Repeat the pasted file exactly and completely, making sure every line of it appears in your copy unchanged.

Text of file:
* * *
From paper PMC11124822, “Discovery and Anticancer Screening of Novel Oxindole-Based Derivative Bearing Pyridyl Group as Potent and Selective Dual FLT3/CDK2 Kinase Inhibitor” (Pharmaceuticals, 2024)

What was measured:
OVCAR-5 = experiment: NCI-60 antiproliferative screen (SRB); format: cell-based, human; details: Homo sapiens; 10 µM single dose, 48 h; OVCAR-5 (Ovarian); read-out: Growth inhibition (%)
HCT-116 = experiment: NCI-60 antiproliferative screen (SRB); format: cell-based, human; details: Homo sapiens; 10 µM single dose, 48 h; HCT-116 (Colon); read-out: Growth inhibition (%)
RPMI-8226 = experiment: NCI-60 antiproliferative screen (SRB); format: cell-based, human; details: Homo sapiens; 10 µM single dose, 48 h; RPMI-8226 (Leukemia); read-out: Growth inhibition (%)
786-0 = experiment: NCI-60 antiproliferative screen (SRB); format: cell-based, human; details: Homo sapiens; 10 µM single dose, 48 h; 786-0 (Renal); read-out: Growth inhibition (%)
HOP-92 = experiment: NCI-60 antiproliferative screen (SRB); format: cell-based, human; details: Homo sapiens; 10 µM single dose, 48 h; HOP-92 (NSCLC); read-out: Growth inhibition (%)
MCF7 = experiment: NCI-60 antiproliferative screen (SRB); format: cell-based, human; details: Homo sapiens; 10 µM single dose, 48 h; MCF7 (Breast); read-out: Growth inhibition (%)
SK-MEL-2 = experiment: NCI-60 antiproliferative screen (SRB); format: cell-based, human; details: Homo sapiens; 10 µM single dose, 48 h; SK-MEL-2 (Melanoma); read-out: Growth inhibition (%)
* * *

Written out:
From paper PMC11124822, “Discovery and Anticancer Screening of Novel Oxindole-Based Derivative Bearing Pyridyl Group as Potent and Selective Dual FLT3/CDK2 Kinase Inhibitor” (Pharmaceuticals, 2024)

What was measured:
OVCAR-5 = experiment: NCI-60 antiproliferative screen (SRB); format: cell-based, human; details: Homo sapiens; 10 µM single dose, 48 h; OVCAR-5 (Ovarian); read-out: Growth inhibition (%)
HCT-116 = experiment: NCI-60 antiproliferative screen (SRB); format: cell-based, human; details: Homo sapiens; 10 µM single dose, 48 h; HCT-116 (Colon); read-out: Growth inhibition (%)
RPMI-8226 = experiment: NCI-60 antiproliferative screen (SRB); format: cell-based, human; details: Homo sapiens; 10 µM single dose, 48 h; RPMI-8226 (Leukemia); read-out: Growth inhibition (%)
786-0 = experiment: NCI-60 antiproliferative screen (SRB); format: cell-based, human; details: Homo sapiens; 10 µM single dose, 48 h; 786-0 (Renal); read-out: Growth inhibition (%)
HOP-92 = experiment: NCI-60 antiproliferative screen (SRB); format: cell-based, human; details: Homo sapiens; 10 µM single dose, 48 h; HOP-92 (NSCLC); read-out: Growth inhibition (%)
MCF7 = experiment: NCI-60 antiproliferative screen (SRB); format: cell-based, human; details: Homo sapiens; 10 µM single dose, 48 h; MCF7 (Breast); read-out: Growth inhibition (%)
SK-MEL-2 = experiment: NCI-60 antiproliferative screen (SRB); format: cell-based, human; details: Homo sapiens; 10 µM single dose, 48 h; SK-MEL-2 (Melanoma); read-out: Growth inhibition (%)